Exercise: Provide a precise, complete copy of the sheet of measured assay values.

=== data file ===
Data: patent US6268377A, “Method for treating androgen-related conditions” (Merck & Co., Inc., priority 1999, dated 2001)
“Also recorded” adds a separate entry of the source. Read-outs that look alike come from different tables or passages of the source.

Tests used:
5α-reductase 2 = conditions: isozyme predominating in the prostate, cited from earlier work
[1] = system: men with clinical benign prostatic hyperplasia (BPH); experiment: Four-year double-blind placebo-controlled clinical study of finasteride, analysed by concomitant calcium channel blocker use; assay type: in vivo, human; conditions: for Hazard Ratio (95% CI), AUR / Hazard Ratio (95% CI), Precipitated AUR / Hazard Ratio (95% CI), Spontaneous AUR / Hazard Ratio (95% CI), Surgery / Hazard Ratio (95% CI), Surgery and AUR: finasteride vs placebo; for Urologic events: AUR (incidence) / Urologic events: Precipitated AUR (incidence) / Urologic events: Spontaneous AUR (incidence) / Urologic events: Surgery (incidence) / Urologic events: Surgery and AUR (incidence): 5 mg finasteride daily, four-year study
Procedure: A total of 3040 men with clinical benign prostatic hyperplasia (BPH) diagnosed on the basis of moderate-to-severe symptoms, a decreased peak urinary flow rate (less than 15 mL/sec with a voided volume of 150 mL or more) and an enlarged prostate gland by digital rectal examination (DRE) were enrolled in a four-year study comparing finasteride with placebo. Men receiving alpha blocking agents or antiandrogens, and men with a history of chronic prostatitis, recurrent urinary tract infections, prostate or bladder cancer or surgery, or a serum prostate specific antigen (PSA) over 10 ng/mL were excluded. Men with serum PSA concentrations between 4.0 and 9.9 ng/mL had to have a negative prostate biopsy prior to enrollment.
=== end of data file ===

Data: patent US6268377A, “Method for treating androgen-related conditions” (Merck & Co., Inc., priority 1999, dated 2001)
“Also recorded” adds a separate entry of the source. Read-outs that look alike come from different tables or passages of the source.

Tests used:
5α-reductase 2 = conditions: isozyme predominating in the prostate, cited from earlier work
[1] = system: men with clinical benign prostatic hyperplasia (BPH); experiment: Four-year double-blind placebo-controlled clinical study of finasteride, analysed by concomitant calcium channel blocker use; assay type: in vivo, human; conditions: for Hazard Ratio (95% CI), AUR / Hazard Ratio (95% CI), Precipitated AUR / Hazard Ratio (95% CI), Spontaneous AUR / Hazard Ratio (95% CI), Surgery / Hazard Ratio (95% CI), Surgery and AUR: finasteride vs placebo; for Urologic events: AUR (incidence) / Urologic events: Precipitated AUR (incidence) / Urologic events: Spontaneous AUR (incidence) / Urologic events: Surgery (incidence) / Urologic events: Surgery and AUR (incidence): 5 mg finasteride daily, four-year study
Procedure: A total of 3040 men with clinical benign prostatic hyperplasia (BPH) diagnosed on the basis of moderate-to-severe symptoms, a decreased peak urinary flow rate (less than 15 mL/sec with a voided volume of 150 mL or more) and an enlarged prostate gland by digital rectal examination (DRE) were enrolled in a four-year study comparing finasteride with placebo. Men receiving alpha blocking agents or antiandrogens, and men with a history of chronic prostatitis, recurrent urinary tract infections, prostate or bladder cancer or surgery, or a serum prostate specific antigen (PSA) over 10 ng/mL were excluded. Men with serum PSA concentrations between 4.0 and 9.9 ng/mL had to have a negative prostate biopsy prior to enrollment.